A Bayswater panel beater who has taken money from customers but failed to complete the work is the target of a public warning by Consumer Protection as well as an appeal for vehicle owners to come forward.
Raymond John Goodall, trading as The Force in Smash Repairs (deregistered), has attracted numerous consumer complaints over many years and currently has dozens of vehicles that have been waiting for repair for a long period of time with Consumer Protection now attempting to locate the owners of all the vehicles.
Mr Goodall’s motor vehicle repairer’s licence was not renewed in April 2019 so he is unable to complete the work legally and his business name was deregistered in March 2019.
During a compliance visit to the business premises by Consumer Protection officers in May 2018, a total of 46 vehicles were observed awaiting repairs with only two full-time repairers employed. Mr Goodall stated at the time that three staff worked part-time and committed to completing outstanding jobs.
The investigation uncovered that information recorded on vehicle ownership was poor, that some vehicles were subject to court actions and some had been kept at the premises for more than three years.
So far this year Consumer Protection has received eight complaints against the business and ten complaints in 2018, including:
- One customer who made two payments of $3,000 and $2,800 in cash and was promised completion within three weeks but is still waiting for the vehicle to be released after 18 months;
- One customer who paid $1,500 in cash and was promised completion within 15 days but, seven months later, was asked to pay $500 more before the vehicle would be released; and
- One customer who paid $1,200 in cash had to get assistance from Police to get their vehicle repaired and returned after three months.
Commissioner for Consumer Protection Penny Lipscombe said the smash repair business once specialised in repairable write-offs as well as repairing taxis.
“Many of the complainants are taxi or Uber drivers who are losing money every day their vehicle is not on the road, creating even more stress and financial detriment due to loss of income,” Ms Lipscombe said.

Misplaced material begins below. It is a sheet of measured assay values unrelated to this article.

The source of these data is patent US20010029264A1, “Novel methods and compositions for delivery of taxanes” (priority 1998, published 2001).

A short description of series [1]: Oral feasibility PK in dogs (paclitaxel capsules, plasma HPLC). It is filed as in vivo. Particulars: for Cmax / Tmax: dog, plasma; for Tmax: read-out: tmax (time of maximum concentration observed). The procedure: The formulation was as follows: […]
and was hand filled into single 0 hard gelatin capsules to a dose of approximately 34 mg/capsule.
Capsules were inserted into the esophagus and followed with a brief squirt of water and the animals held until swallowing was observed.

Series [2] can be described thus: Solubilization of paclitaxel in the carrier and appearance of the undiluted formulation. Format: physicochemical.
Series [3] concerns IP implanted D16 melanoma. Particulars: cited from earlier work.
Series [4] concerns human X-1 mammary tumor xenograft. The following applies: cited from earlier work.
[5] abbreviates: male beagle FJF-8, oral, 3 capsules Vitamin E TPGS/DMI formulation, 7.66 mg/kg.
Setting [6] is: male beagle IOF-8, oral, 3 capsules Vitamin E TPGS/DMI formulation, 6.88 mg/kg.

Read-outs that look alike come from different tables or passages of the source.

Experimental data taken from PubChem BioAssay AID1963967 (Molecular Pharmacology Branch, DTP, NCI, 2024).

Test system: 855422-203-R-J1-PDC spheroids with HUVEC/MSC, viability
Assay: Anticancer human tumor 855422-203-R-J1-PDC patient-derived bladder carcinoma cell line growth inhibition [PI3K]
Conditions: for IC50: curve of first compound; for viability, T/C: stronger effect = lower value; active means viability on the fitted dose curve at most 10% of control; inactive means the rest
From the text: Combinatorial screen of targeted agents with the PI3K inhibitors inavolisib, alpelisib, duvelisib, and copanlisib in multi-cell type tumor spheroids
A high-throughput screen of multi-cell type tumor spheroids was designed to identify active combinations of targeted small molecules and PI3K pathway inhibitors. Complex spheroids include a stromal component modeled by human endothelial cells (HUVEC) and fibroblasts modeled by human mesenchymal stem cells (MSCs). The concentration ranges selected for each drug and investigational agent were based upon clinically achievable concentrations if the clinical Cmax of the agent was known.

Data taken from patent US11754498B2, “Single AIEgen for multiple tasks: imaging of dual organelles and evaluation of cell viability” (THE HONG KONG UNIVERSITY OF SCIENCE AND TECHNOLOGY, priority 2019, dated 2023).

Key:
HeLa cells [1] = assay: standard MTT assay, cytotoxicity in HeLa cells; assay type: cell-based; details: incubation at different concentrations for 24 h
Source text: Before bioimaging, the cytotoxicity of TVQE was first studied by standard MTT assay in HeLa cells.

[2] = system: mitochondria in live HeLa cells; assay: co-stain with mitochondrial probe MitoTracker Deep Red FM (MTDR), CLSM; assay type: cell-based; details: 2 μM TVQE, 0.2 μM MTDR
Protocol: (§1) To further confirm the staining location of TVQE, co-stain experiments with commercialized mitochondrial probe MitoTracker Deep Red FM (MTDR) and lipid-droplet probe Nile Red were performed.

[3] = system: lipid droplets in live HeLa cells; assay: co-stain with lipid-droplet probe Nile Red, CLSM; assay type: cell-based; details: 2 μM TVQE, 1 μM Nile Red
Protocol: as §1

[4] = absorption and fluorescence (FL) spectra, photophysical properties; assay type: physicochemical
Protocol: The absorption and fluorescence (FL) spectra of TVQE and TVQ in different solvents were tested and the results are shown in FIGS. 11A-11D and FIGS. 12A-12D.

“Being unlicensed, Mr Goodall should not be accepting any new jobs and is unable to clear the backlog of work. Attempts by owners to retrieve their vehicles from the Bayswater yard have failed, along with our attempts to resolve the issue.
“While we are aware of some of the owners of the vehicles in the yard, we really need to locate all owners affected, so we urge them to come forward and lodge a complaint so we have their details on record.
“To accept money and agree on a completion date, then not meet that commitment, is a serious breach of the Australian Consumer Law and traders are obliged to provide a refund for work not carried out and, in this case, release the vehicle to the consumer when they request it so they can get the repairs done elsewhere.
“Businesses should not accept deposits and make promises to consumers when they know that their ability to fulfil those commitments within a reasonable time is limited.”
In October 2012 Mr Goodall, trading as The Force in Smash Repairs, was fined a total of $5,000 by the Perth Magistrates Court for operating without a licence and misleading consumers about his licence status.
Consumers who have had unsatisfactory dealings with Mr Goodall and The Force in Smash Repairs or have a vehicle still awaiting repair are urged to lodge an online complaint on the Consumer Protection website